Goldman Sachs Takeaway: Fix Our Financial System or Get Ready for the Next Horrific Collapse
Greg Smith's mea culpa about Goldman should not come as a surprise to anybody who has a remote connection with the financial services industry. But to suggest that the allegations made by Mr. Smith are unique to Goldman's culture is ludicrous. They are symptomatic of a much broader problem embedded in Wall Street culture as a whole. Goldman's major sin was being more astute at exploiting this system than most of its competitors.
The toxic derivatives sold to what employees of Goldman derisively referred to as "muppet" clients (since when was being a "muppet" such a bad thing?) were certainly neither a trend unique to GS, nor was it a recent phenomenon. The truth is that this activity has been embedded in Goldman's culture since the days when Robert Rubin was co-CEO of the company and advocated GS taking proprietary positions (trading for its own account), even if it meant betting against their clients.
Goldman was a successful company and success tends to breed imitation. Eventually, everybody on Wall Street was doing the same shitty business. Goldman, for example, wasn't the only one selling these toxic mortgage products, which helped to blow up the world's global economy in 2008, but they were smart enough to hedge them.
Why is all this so dangerous? Think of the recently deceased James Q. Wilson's "Broken Windows" thesis, which he largely used as his model for "blue collar" crime. Wilson thought that it was necessary to tackle even small signs of crime and decay in a community in order to prevent larger, more system criminal activity from emerging. You see a broken window, you go after the culprit. In the elite white collar crime context we have been following the opposite strategy of that recommended under the theory.
As the economist/criminologist Bill Black recently noted in a piece discussing Wilson's theory, the whole story of the past two decades has been that we have persistently excused those in finance who persistently break the windows. Indeed, we have praised them and their misconduct.
But as Black has noted, "The problem with allowing broken windows is far greater in the elite white collar crime context than the blue collar crime context. The squeegee guys make tiny amounts of money and are hated and politically powerless. The mediocre financial CEO who engages in accounting control fraud because it is a 'sure thing' causes the bank to report record (albeit fictional) profits and becomes wealthy and politically powerful. He uses his wealth to make charitable and political contributions that make him far harder to sanction. He claims that any crackdown on him is 'class warfare' by 'neo-Bolsheviks'."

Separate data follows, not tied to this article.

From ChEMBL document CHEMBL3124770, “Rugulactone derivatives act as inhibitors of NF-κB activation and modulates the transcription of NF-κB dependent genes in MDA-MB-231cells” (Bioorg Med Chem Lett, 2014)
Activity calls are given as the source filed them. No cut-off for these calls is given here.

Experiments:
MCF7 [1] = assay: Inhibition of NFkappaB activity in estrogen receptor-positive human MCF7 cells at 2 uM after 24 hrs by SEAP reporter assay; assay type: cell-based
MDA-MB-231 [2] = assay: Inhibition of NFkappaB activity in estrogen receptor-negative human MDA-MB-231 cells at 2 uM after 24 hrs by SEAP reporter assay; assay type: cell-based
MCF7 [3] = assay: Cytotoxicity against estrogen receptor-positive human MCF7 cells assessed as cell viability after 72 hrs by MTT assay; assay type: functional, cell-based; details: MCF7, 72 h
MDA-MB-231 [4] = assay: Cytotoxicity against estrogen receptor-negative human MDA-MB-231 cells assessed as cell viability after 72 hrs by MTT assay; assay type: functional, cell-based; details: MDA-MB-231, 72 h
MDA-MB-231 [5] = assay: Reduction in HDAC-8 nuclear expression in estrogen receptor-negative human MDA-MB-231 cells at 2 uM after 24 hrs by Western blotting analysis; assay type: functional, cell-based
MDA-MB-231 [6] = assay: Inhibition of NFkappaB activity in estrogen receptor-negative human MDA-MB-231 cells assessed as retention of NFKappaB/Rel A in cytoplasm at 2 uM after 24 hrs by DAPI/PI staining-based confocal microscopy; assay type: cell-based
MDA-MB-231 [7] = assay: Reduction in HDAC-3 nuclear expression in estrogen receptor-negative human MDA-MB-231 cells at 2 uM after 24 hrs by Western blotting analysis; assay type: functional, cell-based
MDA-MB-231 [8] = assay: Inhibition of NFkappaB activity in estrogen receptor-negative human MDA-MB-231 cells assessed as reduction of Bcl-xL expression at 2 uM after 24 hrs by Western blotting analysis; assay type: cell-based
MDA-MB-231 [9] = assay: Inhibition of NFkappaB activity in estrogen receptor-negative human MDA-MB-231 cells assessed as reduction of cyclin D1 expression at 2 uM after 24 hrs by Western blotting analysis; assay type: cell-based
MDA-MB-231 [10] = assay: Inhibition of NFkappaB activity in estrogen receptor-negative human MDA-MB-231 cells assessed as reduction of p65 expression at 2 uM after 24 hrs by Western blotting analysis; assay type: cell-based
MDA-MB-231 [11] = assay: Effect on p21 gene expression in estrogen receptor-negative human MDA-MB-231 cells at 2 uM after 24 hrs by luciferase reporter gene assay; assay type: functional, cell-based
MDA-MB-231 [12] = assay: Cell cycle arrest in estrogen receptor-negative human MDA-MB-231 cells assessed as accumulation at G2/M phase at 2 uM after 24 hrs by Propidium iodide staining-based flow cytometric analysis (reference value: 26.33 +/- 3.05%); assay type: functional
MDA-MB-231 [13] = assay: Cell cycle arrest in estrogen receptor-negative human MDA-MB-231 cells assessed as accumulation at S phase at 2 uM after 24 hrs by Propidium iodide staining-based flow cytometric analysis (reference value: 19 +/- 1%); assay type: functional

Incredibly, the Department of Justice, the press, and the economic profession persistently ignore those who become wealthy by breaking windows, communities, and economies. In fact, they are lionised by no less than our President, who once termed both Lloyd Blankfein and Jamie Dimon "pretty savvy businessmen." Yes, and Al Capone was a pretty savvy businessman -- who just happened to be sloppy on his tax returns.
Realistically, what is required is a wholesale shift in our banking culture. In the old days, a banker “hedged” his credit risk by doing (shock!) CREDIT ANALYSIS. If the customer was deemed to be a poor credit risk, no loan was made. But if the loan was made, and turned out to be profitable, both lender and borrower made money, which is how banking should work.
It goes back to a point I have made many times: Creditworthiness precedes credit. You need policies designed to promote job growth, higher incomes and a corresponding ability to service debt before you can expect a borrower take on a loan or a banker to extend one. And, as the economist Hyman Minsky used to point out, in the old days, banking was a fundamentally optimistic activity, because the success of the lender was tied up with the success of the borrower; in other words, we didn’t have the spectacle of vampire-like squids betting against the success of their clients via instruments such as credit default swaps.
The main problem is that “finance” simply became too big. At the peak it captured 40 percent of all corporate profits (it recovered that share by the beginning of 2010 thanks to the bail-out and “creative” or even fraudulent accounting), and about a fifth of value-added to GDP. Interestingly, we find the same phenomenon in 1929, when finance received 40 percent of the nation’s profits. Apparently that represents a practical maximum and thus a turning point at which the economy collapses.
Perhaps of equal importance, finance virtually captured government, with Wall Street alumni grabbing an unprecedented proportion of federal government positions that have anything to do with the financial sector—including Treasury—under three consecutive presidents (from Clinton through Obama). It is not surprising that Wall Street gets deregulation when it wants, and that in spite of the scale of the current financial crisis—which has wiped out an estimated $50 trillion in global wealth—there has been no significant reform to date.
Real reform will likely have to wait for another collapse. When it comes, it will wipe out even more wealth, and will bring on even more intolerable suffering. Looking at today's situation that context, Greg Smith's letter is interesting, but ultimately it will be a sideshow unless it wakes us up to the bigger picture. The entire system demands overhaul.